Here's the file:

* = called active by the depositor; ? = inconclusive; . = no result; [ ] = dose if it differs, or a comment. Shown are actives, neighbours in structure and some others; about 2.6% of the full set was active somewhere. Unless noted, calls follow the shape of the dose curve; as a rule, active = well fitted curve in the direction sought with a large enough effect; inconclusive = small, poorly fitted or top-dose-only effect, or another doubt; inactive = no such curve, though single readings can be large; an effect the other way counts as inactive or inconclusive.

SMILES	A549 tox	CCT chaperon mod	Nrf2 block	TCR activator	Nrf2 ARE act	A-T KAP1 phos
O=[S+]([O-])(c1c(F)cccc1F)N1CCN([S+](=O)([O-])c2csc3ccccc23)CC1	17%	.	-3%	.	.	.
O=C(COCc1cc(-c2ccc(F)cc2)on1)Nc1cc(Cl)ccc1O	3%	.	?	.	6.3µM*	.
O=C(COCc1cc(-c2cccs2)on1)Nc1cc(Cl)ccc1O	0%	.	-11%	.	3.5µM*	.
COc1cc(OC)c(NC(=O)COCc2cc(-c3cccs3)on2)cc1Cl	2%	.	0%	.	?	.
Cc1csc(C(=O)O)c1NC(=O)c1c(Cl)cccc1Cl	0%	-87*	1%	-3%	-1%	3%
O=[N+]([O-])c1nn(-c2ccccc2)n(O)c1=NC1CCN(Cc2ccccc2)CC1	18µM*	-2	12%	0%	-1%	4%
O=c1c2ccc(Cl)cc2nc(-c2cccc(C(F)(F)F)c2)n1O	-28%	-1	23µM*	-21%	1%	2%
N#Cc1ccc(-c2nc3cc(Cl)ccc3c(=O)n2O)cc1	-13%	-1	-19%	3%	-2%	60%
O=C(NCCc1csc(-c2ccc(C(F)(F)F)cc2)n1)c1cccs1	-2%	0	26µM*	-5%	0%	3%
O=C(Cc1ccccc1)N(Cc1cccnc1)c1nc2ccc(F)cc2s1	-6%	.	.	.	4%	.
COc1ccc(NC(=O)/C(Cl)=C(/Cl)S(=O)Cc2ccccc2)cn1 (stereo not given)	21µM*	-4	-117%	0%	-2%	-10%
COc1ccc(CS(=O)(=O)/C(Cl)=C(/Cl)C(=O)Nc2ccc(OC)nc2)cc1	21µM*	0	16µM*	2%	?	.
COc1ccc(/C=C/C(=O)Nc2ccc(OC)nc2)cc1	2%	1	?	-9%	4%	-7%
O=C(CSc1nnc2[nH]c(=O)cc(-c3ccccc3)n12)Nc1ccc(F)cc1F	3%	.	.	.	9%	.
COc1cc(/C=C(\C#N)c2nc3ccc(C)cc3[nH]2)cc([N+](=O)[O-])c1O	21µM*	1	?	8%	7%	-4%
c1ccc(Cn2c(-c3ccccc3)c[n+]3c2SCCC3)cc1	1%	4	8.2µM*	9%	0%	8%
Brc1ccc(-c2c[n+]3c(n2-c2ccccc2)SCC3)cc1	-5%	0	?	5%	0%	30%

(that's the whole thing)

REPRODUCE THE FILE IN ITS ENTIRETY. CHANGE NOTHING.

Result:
* = called active by the depositor; ? = inconclusive; . = no result; [ ] = dose if it differs, or a comment. Shown are actives, neighbours in structure and some others; about 2.6% of the full set was active somewhere. Unless noted, calls follow the shape of the dose curve; as a rule, active = well fitted curve in the direction sought with a large enough effect; inconclusive = small, poorly fitted or top-dose-only effect, or another doubt; inactive = no such curve, though single readings can be large; an effect the other way counts as inactive or inconclusive.

SMILES	A549 tox	CCT chaperon mod	Nrf2 block	TCR activator	Nrf2 ARE act	A-T KAP1 phos
O=[S+]([O-])(c1c(F)cccc1F)N1CCN([S+](=O)([O-])c2csc3ccccc23)CC1	17%	.	-3%	.	.	.
O=C(COCc1cc(-c2ccc(F)cc2)on1)Nc1cc(Cl)ccc1O	3%	.	?	.	6.3µM*	.
O=C(COCc1cc(-c2cccs2)on1)Nc1cc(Cl)ccc1O	0%	.	-11%	.	3.5µM*	.
COc1cc(OC)c(NC(=O)COCc2cc(-c3cccs3)on2)cc1Cl	2%	.	0%	.	?	.
Cc1csc(C(=O)O)c1NC(=O)c1c(Cl)cccc1Cl	0%	-87*	1%	-3%	-1%	3%
O=[N+]([O-])c1nn(-c2ccccc2)n(O)c1=NC1CCN(Cc2ccccc2)CC1	18µM*	-2	12%	0%	-1%	4%
O=c1c2ccc(Cl)cc2nc(-c2cccc(C(F)(F)F)c2)n1O	-28%	-1	23µM*	-21%	1%	2%
N#Cc1ccc(-c2nc3cc(Cl)ccc3c(=O)n2O)cc1	-13%	-1	-19%	3%	-2%	60%
O=C(NCCc1csc(-c2ccc(C(F)(F)F)cc2)n1)c1cccs1	-2%	0	26µM*	-5%	0%	3%
O=C(Cc1ccccc1)N(Cc1cccnc1)c1nc2ccc(F)cc2s1	-6%	.	.	.	4%	.
COc1ccc(NC(=O)/C(Cl)=C(/Cl)S(=O)Cc2ccccc2)cn1 (stereo not given)	21µM*	-4	-117%	0%	-2%	-10%
COc1ccc(CS(=O)(=O)/C(Cl)=C(/Cl)C(=O)Nc2ccc(OC)nc2)cc1	21µM*	0	16µM*	2%	?	.
COc1ccc(/C=C/C(=O)Nc2ccc(OC)nc2)cc1	2%	1	?	-9%	4%	-7%
O=C(CSc1nnc2[nH]c(=O)cc(-c3ccccc3)n12)Nc1ccc(F)cc1F	3%	.	.	.	9%	.
COc1cc(/C=C(\C#N)c2nc3ccc(C)cc3[nH]2)cc([N+](=O)[O-])c1O	21µM*	1	?	8%	7%	-4%
c1ccc(Cn2c(-c3ccccc3)c[n+]3c2SCCC3)cc1	1%	4	8.2µM*	9%	0%	8%
Brc1ccc(-c2c[n+]3c(n2-c2ccccc2)SCC3)cc1	-5%	0	?	5%	0%	30%